Daily News Archive
Claim Boulder, CO's WNV Spray Plan Fundamentally Flawed
West Nile Virus (WNV) has become a fact of life for many communities across the U.S., especially for Coloradoans who are still reeling from having the highest number of WNV cases in 2003. Many people concerned about the dangers of WNV are equally concerned about the hazards of spraying the pesticides known as “adulticides” to control adult mosquitoes.
Citizens for Pesticide Reform (CPR) is a local non-profit in Boulder, Colorado concerned with the misuse of pesticides and part of the Rocky Mountain Peace and Justice Center. CPR claims the city’s and county’s plans to spray for mosquitoes should be worrisome to people concerned about WNV. The group held a press conference on Wednesday to explain the issue to local reporters. According to a resulting article in the Colorado Daily, the press conference was just one week before the July 28 deadline for residents to sign up for the city's "No Spray List."
"Boulder County's approach to adult mosquito control is highly ineffective, rendering the risk of the pesticides they use unacceptable," says Betty Ball of CPR. Research shows that broadcast spraying of adulticides is roughly 10 to 30 percent effective at killing mosquitoes in populated settings.
"The county seems intent on playing up the dangers of WNV while simultaneously downplaying the hazards of the synthetic pesticides they are planning to use," says Ball.
The Center for Disease Control and Prevention (CDC) advises local government to implement a “Fite the Bite” campaign to raise public awareness about simple precautions. Boulder County has implemented a "One Bite, One Life Changed Forever" campaign highlighting some of the most dramatic and unnerving cases of serious illness. The County's campaign tells the public that 97% of Boulder County residents are at risk of getting WNV and that 1 out of 5 people infected with the virus will suffer a debilitating illness. The numbers conflict with county reports nationwide and CDC estimates that 80% of infected people show no symptoms at all and of the 20% that do experience the mild flu-like symptoms, only 1 in 150 will experience serious illness like encephalitis or meningitis.
One of CPR's complaints is the method the county is using to justify the spraying of adulticides throughout the county. According to CPR spokesperson Ed von Bleichert, the trapped mosquitoes are being pooled into large samples for WNV testing. "By pooling mosquitoes from multiple traps, the city and county are unable to determine where mosquitoes carrying WNV are located. This makes it extremely difficult to target the actual breeding sites and to reduce mosquito populations. The result is an ineffective and unnecessary county-wide spray program," said von Bleichert.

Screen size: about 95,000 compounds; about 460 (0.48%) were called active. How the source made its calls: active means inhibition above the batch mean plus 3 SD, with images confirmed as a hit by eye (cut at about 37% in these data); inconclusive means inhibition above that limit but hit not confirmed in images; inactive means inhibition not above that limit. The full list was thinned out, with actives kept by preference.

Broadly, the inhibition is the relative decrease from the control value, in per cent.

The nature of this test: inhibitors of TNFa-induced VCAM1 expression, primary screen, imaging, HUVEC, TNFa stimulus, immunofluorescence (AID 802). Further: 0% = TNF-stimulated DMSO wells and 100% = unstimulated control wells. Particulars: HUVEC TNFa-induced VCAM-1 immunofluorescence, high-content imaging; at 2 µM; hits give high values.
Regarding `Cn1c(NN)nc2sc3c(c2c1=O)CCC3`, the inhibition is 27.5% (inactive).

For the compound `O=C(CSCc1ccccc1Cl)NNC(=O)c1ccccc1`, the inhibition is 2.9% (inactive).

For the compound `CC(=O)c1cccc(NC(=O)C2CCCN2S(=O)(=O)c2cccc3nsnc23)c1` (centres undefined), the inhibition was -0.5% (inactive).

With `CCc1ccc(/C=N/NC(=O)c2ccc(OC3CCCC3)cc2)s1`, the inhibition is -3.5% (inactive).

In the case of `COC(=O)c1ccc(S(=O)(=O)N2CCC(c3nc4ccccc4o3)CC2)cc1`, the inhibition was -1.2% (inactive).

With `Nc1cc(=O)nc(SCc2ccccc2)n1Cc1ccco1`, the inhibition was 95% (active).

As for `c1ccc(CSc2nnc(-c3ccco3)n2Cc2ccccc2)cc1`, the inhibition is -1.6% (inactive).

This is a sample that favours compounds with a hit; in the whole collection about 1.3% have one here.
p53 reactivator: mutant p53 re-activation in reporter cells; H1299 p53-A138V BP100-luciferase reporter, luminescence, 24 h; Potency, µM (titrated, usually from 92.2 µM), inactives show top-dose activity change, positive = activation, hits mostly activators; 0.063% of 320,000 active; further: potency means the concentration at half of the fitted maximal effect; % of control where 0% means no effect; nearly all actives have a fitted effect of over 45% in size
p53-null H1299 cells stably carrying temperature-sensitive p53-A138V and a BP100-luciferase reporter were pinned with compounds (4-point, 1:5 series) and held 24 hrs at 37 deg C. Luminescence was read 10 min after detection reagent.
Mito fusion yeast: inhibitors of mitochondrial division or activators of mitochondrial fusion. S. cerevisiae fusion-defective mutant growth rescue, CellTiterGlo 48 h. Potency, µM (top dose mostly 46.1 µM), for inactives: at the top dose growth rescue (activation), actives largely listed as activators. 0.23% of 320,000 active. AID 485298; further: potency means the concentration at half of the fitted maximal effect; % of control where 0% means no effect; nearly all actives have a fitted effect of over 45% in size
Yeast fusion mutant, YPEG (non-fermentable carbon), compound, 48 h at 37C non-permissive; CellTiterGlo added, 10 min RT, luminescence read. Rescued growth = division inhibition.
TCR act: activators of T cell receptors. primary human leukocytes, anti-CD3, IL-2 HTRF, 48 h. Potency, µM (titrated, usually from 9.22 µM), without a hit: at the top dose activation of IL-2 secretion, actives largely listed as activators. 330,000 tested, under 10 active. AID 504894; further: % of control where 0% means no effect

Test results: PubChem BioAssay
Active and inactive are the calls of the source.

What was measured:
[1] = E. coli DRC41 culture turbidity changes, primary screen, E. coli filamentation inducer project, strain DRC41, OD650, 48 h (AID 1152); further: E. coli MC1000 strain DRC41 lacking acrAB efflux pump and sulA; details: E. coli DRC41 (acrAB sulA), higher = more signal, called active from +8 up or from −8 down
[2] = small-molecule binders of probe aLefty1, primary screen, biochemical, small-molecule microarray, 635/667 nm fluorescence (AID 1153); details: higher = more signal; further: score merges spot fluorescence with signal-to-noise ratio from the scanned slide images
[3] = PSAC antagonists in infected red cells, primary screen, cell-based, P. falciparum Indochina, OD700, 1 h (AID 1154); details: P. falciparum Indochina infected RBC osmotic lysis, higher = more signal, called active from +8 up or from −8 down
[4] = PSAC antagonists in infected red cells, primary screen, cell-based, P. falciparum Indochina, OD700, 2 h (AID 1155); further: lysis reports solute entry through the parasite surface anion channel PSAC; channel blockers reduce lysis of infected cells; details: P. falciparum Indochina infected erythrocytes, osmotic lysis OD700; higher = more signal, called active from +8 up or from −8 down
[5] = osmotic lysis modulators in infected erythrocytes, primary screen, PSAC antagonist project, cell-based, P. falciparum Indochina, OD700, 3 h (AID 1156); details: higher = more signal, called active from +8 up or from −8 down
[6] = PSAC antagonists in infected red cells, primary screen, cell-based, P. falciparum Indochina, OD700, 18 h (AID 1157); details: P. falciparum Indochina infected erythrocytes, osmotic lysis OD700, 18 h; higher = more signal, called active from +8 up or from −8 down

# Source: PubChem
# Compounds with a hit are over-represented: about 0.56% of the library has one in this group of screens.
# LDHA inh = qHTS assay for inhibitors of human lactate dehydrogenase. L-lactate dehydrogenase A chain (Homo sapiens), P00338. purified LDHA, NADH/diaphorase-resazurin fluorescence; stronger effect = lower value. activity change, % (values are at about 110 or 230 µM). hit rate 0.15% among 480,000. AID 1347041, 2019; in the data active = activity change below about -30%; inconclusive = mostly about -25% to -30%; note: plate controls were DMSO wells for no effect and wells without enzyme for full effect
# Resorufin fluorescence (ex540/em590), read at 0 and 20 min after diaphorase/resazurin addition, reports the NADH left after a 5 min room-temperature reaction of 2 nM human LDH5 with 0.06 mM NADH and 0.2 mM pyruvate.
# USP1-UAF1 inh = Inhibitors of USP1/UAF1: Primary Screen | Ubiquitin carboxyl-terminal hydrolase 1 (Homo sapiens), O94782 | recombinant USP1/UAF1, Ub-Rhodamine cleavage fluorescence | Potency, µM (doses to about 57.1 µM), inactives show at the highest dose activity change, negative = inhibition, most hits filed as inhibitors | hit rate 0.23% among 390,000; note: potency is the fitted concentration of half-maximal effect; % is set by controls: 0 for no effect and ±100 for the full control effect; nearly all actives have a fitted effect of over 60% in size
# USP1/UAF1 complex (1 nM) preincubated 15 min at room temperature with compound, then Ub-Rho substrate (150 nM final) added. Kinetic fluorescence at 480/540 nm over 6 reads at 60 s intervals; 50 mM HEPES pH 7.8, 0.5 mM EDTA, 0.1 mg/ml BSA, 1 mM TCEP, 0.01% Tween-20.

Last year Boulder City followed a model WNV response plan that focused on public education and larval control of mosquitoes. The results showed the city had fewer serious illness cases per 100,000 people than any other city in the county, several of which engaged in spraying. The city also reported the larval control had reduced the mosquito count by 80% on average without the use of adulticides. This season the city has come under intense pressure from the county to use adulticides.
"The county sold the city on a spray program promising that mosquitoes caught in numerous traps would not be lumped together and that test results would be available in two to three days," stated Ball. The county lab however is having difficulty getting the results back within seven days. Longer turnaround times for test results mean additional adult mosquitoes will continue to emerge while the county is waiting for data from the state, says CPR. CPR believes a spray program will be far less effective than the 30 to 50 percent kill rate estimated by county officials.
"As the benefits in the risk-benefit analysis of spraying continue to diminish, one has to seriously question whether the risks involved in the broadcast application of pesticides are worth it," says von Bleichert. Adulticides expose people to pesticides that carry health risks but will do little to protect them from WNV.
"The city needs to go back to an aggressive prevention program," says Ball, "spending the money meant for spraying on additional source reduction, larval control, and educational programs while these measures can still be effective. Instead of planning for a crisis, city and county officials need to do everything possible to avoid the crisis," she says.
TAKE ACTION: Fight to prevent unnecessary adulticiding in your community and promote effective, intelligent mosquito management. For help see Beyond Pesticides WNV Publications and Tools for Activists on the WNV Issues Page. For more information on West Nile Virus and mosquito management see a new factsheet by Beyond Pesticides: The Truth About Mosquitoes, Pesticides, and West Nile Virus.